Maine Break Laws

April 10th 2024

Ensuring that employees take adequate breaks is crucial for maintaining their well-being in the workplace. Both Maine state laws and federal laws outline minimum standards for meal breaks and rest periods, to strike a balance between productivity and worker welfare.

This article aims to clarify the rights of employees and the responsibilities of employers under Maine break laws. Understanding Maine’s break laws not only helps employers comply with the law but also creates a healthy environment for both employers and employees.

This article covers:

Rest Breaks and Meal Breaks in Maine

In Maine, break laws primarily focus on meal breaks. Employers are required to provide a 30-minute meal break after employees work continuously for 6 hours or more, with this time generally being unpaid unless the employer chooses otherwise.

Employees cannot be scheduled to work for more than six consecutive hours without a 30-minute rest period, except in cases of emergency in which it may cause danger to property, life, public safety, or public health. This rest time can be utilized as unpaid mealtime only if the employee is fully relieved of duty.

However, there are exemptions for the meal break requirement:

  • Small businesses with fewer than three employees on duty at a time.
  • If employees have frequent paid breaks of shorter durations during the workday,.

This provision recognizes the unique circumstances of small businesses, where staffing levels may not always allow for the same breaks as larger establishments. 

Breastfeeding Breaks in Maine

In Maine, both federal and state laws support mothers breastfeeding at workplaces. The state legislation applies to employers of all sizes, while the federal law applies to employers with 50 employees or more. 

According to Maine Nursing Mothers in the Workplace Law (MRSA Title 26 § 604), employers must provide the following to nursing mothers in the workplace:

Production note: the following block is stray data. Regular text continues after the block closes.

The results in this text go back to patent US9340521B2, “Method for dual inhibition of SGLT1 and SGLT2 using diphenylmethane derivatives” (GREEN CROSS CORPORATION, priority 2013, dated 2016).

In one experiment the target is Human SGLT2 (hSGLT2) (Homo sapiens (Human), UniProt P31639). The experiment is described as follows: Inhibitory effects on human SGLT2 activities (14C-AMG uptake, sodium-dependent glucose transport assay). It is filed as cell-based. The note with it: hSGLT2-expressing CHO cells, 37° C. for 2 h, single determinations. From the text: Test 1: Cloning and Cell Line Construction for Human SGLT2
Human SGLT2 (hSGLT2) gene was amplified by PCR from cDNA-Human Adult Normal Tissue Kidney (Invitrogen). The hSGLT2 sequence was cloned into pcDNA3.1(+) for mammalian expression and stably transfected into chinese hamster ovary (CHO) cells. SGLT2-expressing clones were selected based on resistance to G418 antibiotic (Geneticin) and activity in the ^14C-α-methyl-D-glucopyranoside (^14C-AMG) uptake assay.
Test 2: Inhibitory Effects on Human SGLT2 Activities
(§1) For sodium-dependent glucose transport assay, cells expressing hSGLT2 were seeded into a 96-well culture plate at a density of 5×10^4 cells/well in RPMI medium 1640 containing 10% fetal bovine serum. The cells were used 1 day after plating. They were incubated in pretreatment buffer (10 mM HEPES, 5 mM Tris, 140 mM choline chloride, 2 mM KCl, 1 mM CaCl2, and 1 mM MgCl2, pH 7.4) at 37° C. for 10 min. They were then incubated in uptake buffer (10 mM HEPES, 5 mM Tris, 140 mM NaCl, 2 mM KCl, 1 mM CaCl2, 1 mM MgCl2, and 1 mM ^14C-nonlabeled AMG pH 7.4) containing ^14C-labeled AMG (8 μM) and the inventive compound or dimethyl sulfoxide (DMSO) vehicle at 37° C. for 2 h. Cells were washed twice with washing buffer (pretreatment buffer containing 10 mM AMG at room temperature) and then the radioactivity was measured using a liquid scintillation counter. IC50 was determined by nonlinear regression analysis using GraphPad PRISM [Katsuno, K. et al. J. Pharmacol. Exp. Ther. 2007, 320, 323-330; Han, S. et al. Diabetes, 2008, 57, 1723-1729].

• Break time to express breast milk.
  • Clean, private space, other than a bathroom, in which nursing mothers can express breast milk.

Employers are also encouraged to post the Department of Labor’s Maine Workplaces Support Nursing Moms DOL Poster to ensure each employer is aware of the law.

Break Obligations for Minor Employees in Maine

Employers in Maine must adhere to both state and federal regulations governing the employment of minors. These laws aim to safeguard the health, safety, and well-being of minor employees by providing adequate breaks, limiting work hours, and ensuring compliance with both state and federal labor laws.

In Maine, minor employees under 18 are entitled to a 30-minute meal break if they work more than six consecutive hours, provided no later than 5 hours after the start of their shift. While there are no specific rest break requirements, employers are encouraged to offer short breaks every 4 hours as a good practice. Work hour restrictions apply, with 16- and 17-year-olds prohibited from working during school hours and limited to 10 hours per day or 50 hours per week during school vacations to ensure they are not overworked and have time for education and other activities.

The Maine Department of Labor enforces state child labor laws. Any violation of child labor law is a civil violation subject to fines that range from $250 to $50,000 per incident. It is illegal for an employer to fire, threaten, retaliate against, or otherwise discriminate against an employee for reporting a suspected child labor violation to the Department of Labor. Complaints may be filed with the Maine Human Rights Commission.

Penalties for Violating the Break Laws in Maine

In Maine, if an employer violates these break laws, they may face penalties. Penalties can vary depending on the severity and frequency of the violation. Generally, penalties for violating break laws may include fines, back pay owed to employees for missed breaks, and potential legal action. Repeated violations or willful violations of break laws may result in more severe penalties and potential legal consequences.

Both employers and employees in Maine need to be aware of break laws and ensure compliance to avoid potential penalties and legal issues. Employees who believe their break rights have been violated may consider filing a complaint with the Maine Department of Labor or seeking legal counsel for further action.

Learn more about Maine Labor Laws through our detailed guide.

Important Cautionary Note

This content is provided for informational purposes only. While we make every effort to ensure the accuracy of the information presented, we cannot guarantee that it is free of errors or omissions. Users are advised to independently verify any critical information and should not solely rely on the content provided.